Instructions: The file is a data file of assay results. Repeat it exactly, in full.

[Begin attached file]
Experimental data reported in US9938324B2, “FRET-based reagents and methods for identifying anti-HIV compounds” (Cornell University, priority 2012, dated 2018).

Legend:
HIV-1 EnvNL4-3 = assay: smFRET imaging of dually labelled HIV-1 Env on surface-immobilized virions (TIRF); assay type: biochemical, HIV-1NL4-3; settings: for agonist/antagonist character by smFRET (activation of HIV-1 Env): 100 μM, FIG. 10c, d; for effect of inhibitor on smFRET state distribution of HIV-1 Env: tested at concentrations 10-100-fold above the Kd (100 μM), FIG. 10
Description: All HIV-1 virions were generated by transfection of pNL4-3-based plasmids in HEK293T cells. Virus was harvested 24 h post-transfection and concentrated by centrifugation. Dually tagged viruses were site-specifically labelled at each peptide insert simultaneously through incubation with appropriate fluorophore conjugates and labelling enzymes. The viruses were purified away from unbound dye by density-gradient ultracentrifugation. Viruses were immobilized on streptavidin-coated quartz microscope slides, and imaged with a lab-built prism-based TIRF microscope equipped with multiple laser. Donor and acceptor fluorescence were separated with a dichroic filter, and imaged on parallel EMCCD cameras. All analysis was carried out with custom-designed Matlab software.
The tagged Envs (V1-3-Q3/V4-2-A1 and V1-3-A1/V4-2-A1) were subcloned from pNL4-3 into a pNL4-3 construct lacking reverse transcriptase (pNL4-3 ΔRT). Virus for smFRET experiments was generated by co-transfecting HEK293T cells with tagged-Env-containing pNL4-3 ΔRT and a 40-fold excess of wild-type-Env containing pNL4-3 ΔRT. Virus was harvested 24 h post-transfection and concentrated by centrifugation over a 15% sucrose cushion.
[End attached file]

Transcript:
Experimental data reported in US9938324B2, “FRET-based reagents and methods for identifying anti-HIV compounds” (Cornell University, priority 2012, dated 2018).

Legend:
HIV-1 EnvNL4-3 = assay: smFRET imaging of dually labelled HIV-1 Env on surface-immobilized virions (TIRF); assay type: biochemical, HIV-1NL4-3; settings: for agonist/antagonist character by smFRET (activation of HIV-1 Env): 100 μM, FIG. 10c, d; for effect of inhibitor on smFRET state distribution of HIV-1 Env: tested at concentrations 10-100-fold above the Kd (100 μM), FIG. 10
Description: All HIV-1 virions were generated by transfection of pNL4-3-based plasmids in HEK293T cells. Virus was harvested 24 h post-transfection and concentrated by centrifugation. Dually tagged viruses were site-specifically labelled at each peptide insert simultaneously through incubation with appropriate fluorophore conjugates and labelling enzymes. The viruses were purified away from unbound dye by density-gradient ultracentrifugation. Viruses were immobilized on streptavidin-coated quartz microscope slides, and imaged with a lab-built prism-based TIRF microscope equipped with multiple laser. Donor and acceptor fluorescence were separated with a dichroic filter, and imaged on parallel EMCCD cameras. All analysis was carried out with custom-designed Matlab software.
The tagged Envs (V1-3-Q3/V4-2-A1 and V1-3-A1/V4-2-A1) were subcloned from pNL4-3 into a pNL4-3 construct lacking reverse transcriptase (pNL4-3 ΔRT). Virus for smFRET experiments was generated by co-transfecting HEK293T cells with tagged-Env-containing pNL4-3 ΔRT and a 40-fold excess of wild-type-Env containing pNL4-3 ΔRT. Virus was harvested 24 h post-transfection and concentrated by centrifugation over a 15% sucrose cushion.